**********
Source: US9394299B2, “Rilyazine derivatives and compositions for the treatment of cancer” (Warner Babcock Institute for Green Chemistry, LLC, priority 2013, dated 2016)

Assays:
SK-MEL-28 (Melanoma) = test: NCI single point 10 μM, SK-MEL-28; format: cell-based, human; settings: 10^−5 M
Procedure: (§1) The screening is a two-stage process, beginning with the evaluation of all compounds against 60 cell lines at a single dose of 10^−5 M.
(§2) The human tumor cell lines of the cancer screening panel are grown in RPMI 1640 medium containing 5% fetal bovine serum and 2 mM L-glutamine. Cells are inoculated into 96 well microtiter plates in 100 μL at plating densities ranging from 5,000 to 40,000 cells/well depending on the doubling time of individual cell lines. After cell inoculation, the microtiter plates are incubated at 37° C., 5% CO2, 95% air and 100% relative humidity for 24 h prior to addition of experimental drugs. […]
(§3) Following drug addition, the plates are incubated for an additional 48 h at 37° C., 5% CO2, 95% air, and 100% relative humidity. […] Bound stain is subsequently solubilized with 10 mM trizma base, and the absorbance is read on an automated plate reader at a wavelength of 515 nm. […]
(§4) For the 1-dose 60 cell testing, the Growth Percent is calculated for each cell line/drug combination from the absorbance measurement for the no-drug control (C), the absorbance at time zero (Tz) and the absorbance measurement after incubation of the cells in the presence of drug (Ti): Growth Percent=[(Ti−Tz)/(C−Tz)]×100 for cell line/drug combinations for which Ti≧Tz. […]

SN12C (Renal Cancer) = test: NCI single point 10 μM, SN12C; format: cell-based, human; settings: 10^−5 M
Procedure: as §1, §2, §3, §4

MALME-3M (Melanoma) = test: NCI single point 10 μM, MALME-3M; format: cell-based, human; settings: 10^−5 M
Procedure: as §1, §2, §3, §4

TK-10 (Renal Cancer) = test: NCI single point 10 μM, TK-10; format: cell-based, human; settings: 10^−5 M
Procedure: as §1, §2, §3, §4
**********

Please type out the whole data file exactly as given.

Source: US9394299B2, “Rilyazine derivatives and compositions for the treatment of cancer” (Warner Babcock Institute for Green Chemistry, LLC, priority 2013, dated 2016)

Assays:
SK-MEL-28 (Melanoma) = test: NCI single point 10 μM, SK-MEL-28; format: cell-based, human; settings: 10^−5 M
Procedure: (§1) The screening is a two-stage process, beginning with the evaluation of all compounds against 60 cell lines at a single dose of 10^−5 M.
(§2) The human tumor cell lines of the cancer screening panel are grown in RPMI 1640 medium containing 5% fetal bovine serum and 2 mM L-glutamine. Cells are inoculated into 96 well microtiter plates in 100 μL at plating densities ranging from 5,000 to 40,000 cells/well depending on the doubling time of individual cell lines. After cell inoculation, the microtiter plates are incubated at 37° C., 5% CO2, 95% air and 100% relative humidity for 24 h prior to addition of experimental drugs. […]
(§3) Following drug addition, the plates are incubated for an additional 48 h at 37° C., 5% CO2, 95% air, and 100% relative humidity. […] Bound stain is subsequently solubilized with 10 mM trizma base, and the absorbance is read on an automated plate reader at a wavelength of 515 nm. […]
(§4) For the 1-dose 60 cell testing, the Growth Percent is calculated for each cell line/drug combination from the absorbance measurement for the no-drug control (C), the absorbance at time zero (Tz) and the absorbance measurement after incubation of the cells in the presence of drug (Ti): Growth Percent=[(Ti−Tz)/(C−Tz)]×100 for cell line/drug combinations for which Ti≧Tz. […]

SN12C (Renal Cancer) = test: NCI single point 10 μM, SN12C; format: cell-based, human; settings: 10^−5 M
Procedure: as §1, §2, §3, §4

MALME-3M (Melanoma) = test: NCI single point 10 μM, MALME-3M; format: cell-based, human; settings: 10^−5 M
Procedure: as §1, §2, §3, §4

TK-10 (Renal Cancer) = test: NCI single point 10 μM, TK-10; format: cell-based, human; settings: 10^−5 M
Procedure: as §1, §2, §3, §4